Congratulations, your code works! But is it safe?

The WordPress development team takes security seriously. With so much of the web relying on the integrity of the platform, security is critical. While the core developers have a dedicated team focused on securing the core platform, as a theme or plugin developer you are quite aware that there is potentially much that is outside the core which can be vulnerable. Because WordPress provides so much power and flexibility, plugins and themes are key points of weakness.

When writing code that will run across hundreds if not thousands of websites, you should be extra cautious of how you handle data coming into WordPress and how it’s then presented to the end user. This commonly comes up when building a settings page for your theme, creating and manipulating shortcodes, or saving and rendering extra data associated with a post.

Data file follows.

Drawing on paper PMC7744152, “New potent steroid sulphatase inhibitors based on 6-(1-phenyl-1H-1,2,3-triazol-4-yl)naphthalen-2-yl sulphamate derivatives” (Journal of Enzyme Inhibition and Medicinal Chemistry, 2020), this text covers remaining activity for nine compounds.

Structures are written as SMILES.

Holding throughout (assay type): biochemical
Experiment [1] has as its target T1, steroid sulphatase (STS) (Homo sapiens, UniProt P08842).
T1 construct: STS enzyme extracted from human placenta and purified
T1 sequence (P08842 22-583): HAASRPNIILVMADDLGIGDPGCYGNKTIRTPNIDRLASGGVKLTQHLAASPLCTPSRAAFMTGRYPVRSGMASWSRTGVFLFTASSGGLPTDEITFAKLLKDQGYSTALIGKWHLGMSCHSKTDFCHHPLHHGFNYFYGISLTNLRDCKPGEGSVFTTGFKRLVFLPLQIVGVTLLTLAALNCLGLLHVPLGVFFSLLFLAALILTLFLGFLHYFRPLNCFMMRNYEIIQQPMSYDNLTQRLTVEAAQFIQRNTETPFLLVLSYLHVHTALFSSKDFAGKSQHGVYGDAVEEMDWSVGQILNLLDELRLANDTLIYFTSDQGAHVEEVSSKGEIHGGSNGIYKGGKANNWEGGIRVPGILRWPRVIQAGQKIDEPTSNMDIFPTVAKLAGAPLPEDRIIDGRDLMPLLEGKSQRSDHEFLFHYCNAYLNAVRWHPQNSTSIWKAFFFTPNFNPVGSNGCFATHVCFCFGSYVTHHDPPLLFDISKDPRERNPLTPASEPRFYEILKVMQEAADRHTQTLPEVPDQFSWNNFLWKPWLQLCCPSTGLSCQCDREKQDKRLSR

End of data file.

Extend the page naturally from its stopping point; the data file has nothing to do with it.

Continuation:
Developing a Security Mindset

When developing, it is important to consider security as you add functionality. Use the following principles as you progress through your development efforts:

  • Don’t trust any data. Don’t trust user input, third-party APIs, or data in your database without verification. Protection of your WordPress themes begins with ensuring the data entering and leaving your theme is as intended. Always make sure to validate and sanitize user input fore using it, and to escape on output.
  • Rely on the WordPress API. Many core WordPress functions provide the build in the functionality of validating and sanitizing data. Rely on the WordPress provided functions when possible.
  • Keep your code up to date. As technology evolves, so does the potential for new security holes in your plugin or theme. Stay vigilant by maintaining your code and updating as required.

Guiding principles

  1. Never trust user input.
  2. Escape as late as possible.
  3. Escape everything from untrusted sources (e.g., databases and users), third-parties (e.g., Twitter), etc.
  4. Never assume anything.
  5. Sanitation is okay, but validation/rejection is better.